It can be said that the kitchen revolves around the sink. Prep work, cooking, and clean up all involve the sink in one way or another. Having a sink that best matches your needs and lifestyle is a critical factor in have a truly functional and efficient kitchen. Before choosing your perfect kitchen sink, first think about how you use the sink and then consider the various features and characteristics that your sink should have.
Here’s what to consider when choosing a new kitchen sink…
What size sink is right for you?
Size In additional to making sure that the size of the individual bowls meet your needs, also consider the overall size of the sink. A larger sink provide more space for washing dishes but also takes away counter space which is especially critical in smaller kitchens. Also make sure your new sink will fit the existing cabinets. Some larger sinks might require custom sized cabinets.
Number of Bowls How do you use your kitchen sink? Do you wash a lot of baking pans? If so, consider a large single bowl sink or a dual level sink with enough room to lay the pans down to soak. Most dual level sinks feature an oversized bowl to wash or soak things, with another smaller sink for rinsing or a garbage disposal. Make sure both bowls are large enough to meet your kitchen needs. If you share kitchen responsibilities, consider two sinks. One can be used for food prep and the other for clean-up. An island or bar sink, usually a smaller single bowl sink, is the best option.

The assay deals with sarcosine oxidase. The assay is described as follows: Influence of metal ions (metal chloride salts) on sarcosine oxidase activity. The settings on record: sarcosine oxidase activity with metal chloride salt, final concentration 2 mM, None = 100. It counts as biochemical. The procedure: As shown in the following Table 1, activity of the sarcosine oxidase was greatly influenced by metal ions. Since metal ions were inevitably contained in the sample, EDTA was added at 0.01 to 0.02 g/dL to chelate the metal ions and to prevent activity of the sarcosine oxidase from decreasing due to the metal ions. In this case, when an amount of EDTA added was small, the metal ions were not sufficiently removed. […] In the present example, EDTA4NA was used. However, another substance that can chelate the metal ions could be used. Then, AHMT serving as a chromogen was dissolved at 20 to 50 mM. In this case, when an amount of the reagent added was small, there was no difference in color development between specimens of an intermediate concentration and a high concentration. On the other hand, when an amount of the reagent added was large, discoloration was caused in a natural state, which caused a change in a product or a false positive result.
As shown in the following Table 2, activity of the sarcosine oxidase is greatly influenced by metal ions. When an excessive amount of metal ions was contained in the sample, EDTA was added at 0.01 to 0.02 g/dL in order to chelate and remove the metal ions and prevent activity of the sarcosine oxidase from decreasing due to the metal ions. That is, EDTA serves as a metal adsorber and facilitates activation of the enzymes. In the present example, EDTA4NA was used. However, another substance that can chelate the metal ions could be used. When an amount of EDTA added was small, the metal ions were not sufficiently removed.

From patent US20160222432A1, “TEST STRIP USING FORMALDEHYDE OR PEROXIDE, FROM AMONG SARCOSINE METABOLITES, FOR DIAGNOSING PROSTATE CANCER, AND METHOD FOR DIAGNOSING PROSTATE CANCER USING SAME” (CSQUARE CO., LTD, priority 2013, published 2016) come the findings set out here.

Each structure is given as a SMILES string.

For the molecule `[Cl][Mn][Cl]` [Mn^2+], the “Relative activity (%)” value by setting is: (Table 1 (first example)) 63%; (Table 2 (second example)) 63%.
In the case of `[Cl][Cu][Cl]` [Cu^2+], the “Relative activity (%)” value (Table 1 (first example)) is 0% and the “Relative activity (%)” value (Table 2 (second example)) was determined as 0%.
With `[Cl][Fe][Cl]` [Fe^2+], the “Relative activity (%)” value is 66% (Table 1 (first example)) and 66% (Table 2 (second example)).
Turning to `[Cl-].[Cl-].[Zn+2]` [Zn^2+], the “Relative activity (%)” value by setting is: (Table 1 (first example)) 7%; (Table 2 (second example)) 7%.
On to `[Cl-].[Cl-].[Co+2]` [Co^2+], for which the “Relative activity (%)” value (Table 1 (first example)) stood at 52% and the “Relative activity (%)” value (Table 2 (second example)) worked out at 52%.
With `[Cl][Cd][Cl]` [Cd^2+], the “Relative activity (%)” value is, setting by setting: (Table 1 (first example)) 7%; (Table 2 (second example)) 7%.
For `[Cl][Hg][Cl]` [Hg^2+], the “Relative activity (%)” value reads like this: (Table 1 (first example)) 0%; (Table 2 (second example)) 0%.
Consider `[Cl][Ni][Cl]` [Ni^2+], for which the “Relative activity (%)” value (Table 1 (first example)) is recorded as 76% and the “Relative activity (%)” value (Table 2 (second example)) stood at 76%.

What features will best match your needs?
Steep, straight side walls Deeper bowls can accommodate soaking and rinsing large pots and pans. A relatively flat sink bottom increases usable bowl space and allows dishes and glasses to be safely stacked.
Off-set Drains Placing the drain to one side provides more flat space for stacking dishes and glasses and creates more usable space under the sink. Offset drains also allow water to drain, even if a large pan or tray is soaking in the sink.
Web/Divider For double bowl sinks, make sure the web divider between the two bowls is lower than the outside sink walls. This will provide overflow protection by allowing water to flow from one bowl to the other.
Countertop or undercounter?
Undercounter Undercounter mount sinks mount directly to the underside of countertop material. This installation provides a flush mounting making it easy to clean. When choosing an undermount sink consider what type of countertop you have make sure the edges around the sink opening can be finished.
Self Rimming Self-rimming sinks have rounded corners and mount on the surface of the countertop material. This is the easiest type of installation, requiring only adhesive caulk to seal the sink in place.
What kind of faucet do you like? The faucet you choose will dictate the number of holes you need in your sink. Choose your ideal faucet and then order the sink accordingly. Also consider additional holes for accessories such as soap dispensers and pull out hand sprays.